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Dutch Artists Featured in “Searching the Sky for Rain” Exhibition at Sculpture Center New York

Installation view, Searching the Sky for Rain, SculptureCenter, New York, 2019. Photo: Kyle

Mon, Sep 16 - Mon, Dec 16  2019

Sculpture Center Long Island City - New York Consulate Region

Searching the Sky for Rain

Rindon Johnson, So it’s pretty big, it’s about twice the size of my fist, you can hear the bag is crunching as I turn it over, there’s not a single animal, no insect, nothing, it is so old it reflects back blue light, so on a very clear, cool day, it is hard to say where it is that the sun meets the sky., 2018, detail. Rawhide and white cotton rope. Dimensions variable. Courtesy the artist and AALA Gallery, Los Angeles.

Dutch artists Becket MWN and Riet Wijnen will be featured in the exhibition “Searching in the Sky for Rain” that will be on display from September 16, 2019 – December 16, 2019 at Sculpture Center in New York.

This exhibition brings together works by artists who disregard the ways in which the art industry regulates, classifies, compartmentalizes, and essentializes difference into sanctioned categories. The artists in Searching the Sky for Rain defy the fracking of particularities into niche- marketed, T-shirt formulations of “identities” for institutional meaning and value production. These exploitative processes administer domination, forcing heterogeneity into operational packages for the stylization of a lukewarm cosmopolitanism.

The resulting rhetorical conflation of the maker and the work has led some producers to contend for the most bona fide representation in a highly competitive field where “authenticity” is rewarded as the primary source of value. While the proclaimed dominant position enjoys a hotline to abstract and structural thinking, others are often accorded only bare biography or story-time “feels” in the critical consideration and institutional presentation of their work. The question raised by Searching the Sky for Rain is: who has the right to abstraction? This question is neither a “theme” nor is necessarily the main concern of the included works, but it is at times one of their many components, or is indicative of a discursive ambivalence toward the worn-out framing devices that are formulated by the industry.

Against the backdrop of today’s hyper-expressionism, which in the absence of reflexivity poses the “self” as a coordinate with direct access to “truth,” the works in this exhibition advance the subject’s inherent non-sovereignty and unlocatability. As a character in Becket MWN’s audio work Paranoid House puts it, “anytime individuality is institutionally mandated it becomes a performance.”

Using various methodologies and strategies, the artists in the exhibition resist prescribing or following readily available image templates, relinquishing the pop-up politics of instant visibility. In Tony Cokes’ video Evil.27.Selma, we read how the pre-television civil rights movement prompted a “social collectivity heavily dependent on the imagination” that created abundance of “fantasy what-if” scenarios. The artists in Searching the Sky for Rain rally for such not-yet-articulated aesthetics.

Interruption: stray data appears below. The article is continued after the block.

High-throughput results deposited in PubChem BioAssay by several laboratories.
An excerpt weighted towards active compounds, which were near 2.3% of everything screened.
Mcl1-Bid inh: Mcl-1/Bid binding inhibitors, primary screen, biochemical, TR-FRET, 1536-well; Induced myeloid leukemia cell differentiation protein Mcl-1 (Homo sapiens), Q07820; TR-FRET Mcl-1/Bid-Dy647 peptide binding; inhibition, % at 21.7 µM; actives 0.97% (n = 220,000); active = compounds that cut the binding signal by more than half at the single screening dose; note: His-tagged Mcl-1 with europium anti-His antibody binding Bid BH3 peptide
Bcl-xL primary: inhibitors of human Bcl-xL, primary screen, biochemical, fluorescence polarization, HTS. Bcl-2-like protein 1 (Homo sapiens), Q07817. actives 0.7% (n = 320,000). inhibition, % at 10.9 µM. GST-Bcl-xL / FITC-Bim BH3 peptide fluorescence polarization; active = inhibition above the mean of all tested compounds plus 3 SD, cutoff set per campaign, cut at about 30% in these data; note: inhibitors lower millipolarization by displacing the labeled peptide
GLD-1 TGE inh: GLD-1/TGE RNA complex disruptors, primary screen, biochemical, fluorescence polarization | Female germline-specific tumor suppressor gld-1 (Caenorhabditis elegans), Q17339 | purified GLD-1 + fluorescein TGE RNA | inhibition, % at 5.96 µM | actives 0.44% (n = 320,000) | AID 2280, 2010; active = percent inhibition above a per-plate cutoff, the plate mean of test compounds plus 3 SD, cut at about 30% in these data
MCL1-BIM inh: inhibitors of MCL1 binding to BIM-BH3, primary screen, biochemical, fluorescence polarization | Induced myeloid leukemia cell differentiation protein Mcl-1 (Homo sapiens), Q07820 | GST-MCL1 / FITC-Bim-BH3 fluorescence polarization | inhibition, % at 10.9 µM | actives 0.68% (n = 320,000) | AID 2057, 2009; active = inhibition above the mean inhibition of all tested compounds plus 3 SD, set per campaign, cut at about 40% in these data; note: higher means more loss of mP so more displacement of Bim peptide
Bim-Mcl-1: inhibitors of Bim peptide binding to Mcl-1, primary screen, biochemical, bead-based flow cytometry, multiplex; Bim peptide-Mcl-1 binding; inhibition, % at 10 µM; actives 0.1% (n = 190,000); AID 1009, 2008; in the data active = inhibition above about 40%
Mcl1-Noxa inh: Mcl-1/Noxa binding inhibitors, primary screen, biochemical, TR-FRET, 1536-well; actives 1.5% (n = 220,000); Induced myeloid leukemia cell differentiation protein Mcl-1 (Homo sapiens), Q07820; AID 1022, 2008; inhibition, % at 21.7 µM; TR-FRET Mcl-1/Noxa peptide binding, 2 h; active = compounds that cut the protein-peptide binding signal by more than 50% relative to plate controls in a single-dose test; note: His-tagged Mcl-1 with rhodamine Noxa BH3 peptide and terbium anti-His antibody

The exhibition is curated by Sohrab Mohebbi, Curator, with Kyle Dancewicz, Director of Exhibitions and Programs.

The exhibition includes work by: Carmen Argote, Tony Cokes, Rafael Domenech, Mandy El-Sayegh, Charles Gaines, ektor garcia, Jacqueline Kiyomi Gordon, Tishan Hsu, Rindon Johnson, Becket MWN, Shahryar Nashat, Michael Queenland, Johanna Unzueta, Jala Wahid, Eric Wesley, and Riet Wijnen.

Find more information on admission and opening hours here.

About Riet Wijnen 

Riet Wijnen (1988, Venray, the Netherlands) is an artist based in Amsterdam who works mostly in the media of photography, sculptures, video, and text writing. In her work, she explores links between abstraction, perception, language, and structures through the historiography of abstraction in different fields: starting with early modernism in art and slowly moving towards science, philosophy and activism. This research comes together in the cycle Sixteen Conversations on Abstraction which Wijnen started in 2015. She also publishes books and cahiers, such as Homophone Dictionary (2019, forthcoming), Grace Crowley(2019, forthcoming), Marlow Moss (2013) and Abstraction Création: Art non-figuratif (reprint and translation) (2014), Conversation One: A Preface (2015), Conversation Four: First Person Moving (2016), Conversation Six: Double (2018) and is working on The Registry of Pseudonyms, an on-going accumulation of pseudonyms on the website These books and the website are an integral part of Wijnen's practice, function independently, as sources and works at the same time.

Art by Riet Wijnen | Photograph by Gert-Jan van Rooij©

September 17 – Riet Wijnen. Conversation Six: Double Lines

Riet Wijnen’s Conversation Six: Double-Lines is a fictional dialogue centered around British Constructivist Marlow Moss (1889—1958) and Australian artist and pioneer of modernist painting Grace Crowley (1890—1979), featuring a third character, Pauline Oliveros (1932—2016), the American experimental composer, pioneer of electronic music, and humanitarian. Focusing on the lives of key female figures, Conversation Six: Double-Lines antagonizes how abstraction as an art movement, starting in the 1920s, is canonized in western art history. This work is part of Wijnen’s larger Sixteen Conversations on Abstraction, a cycle of text-based and sculptural works initiated in 2015. Conversation Six: Double-Lines will be read by Riet Wijnen and Rindon Johnson, both included inSearching the Sky for Rain.

DutchCulture USA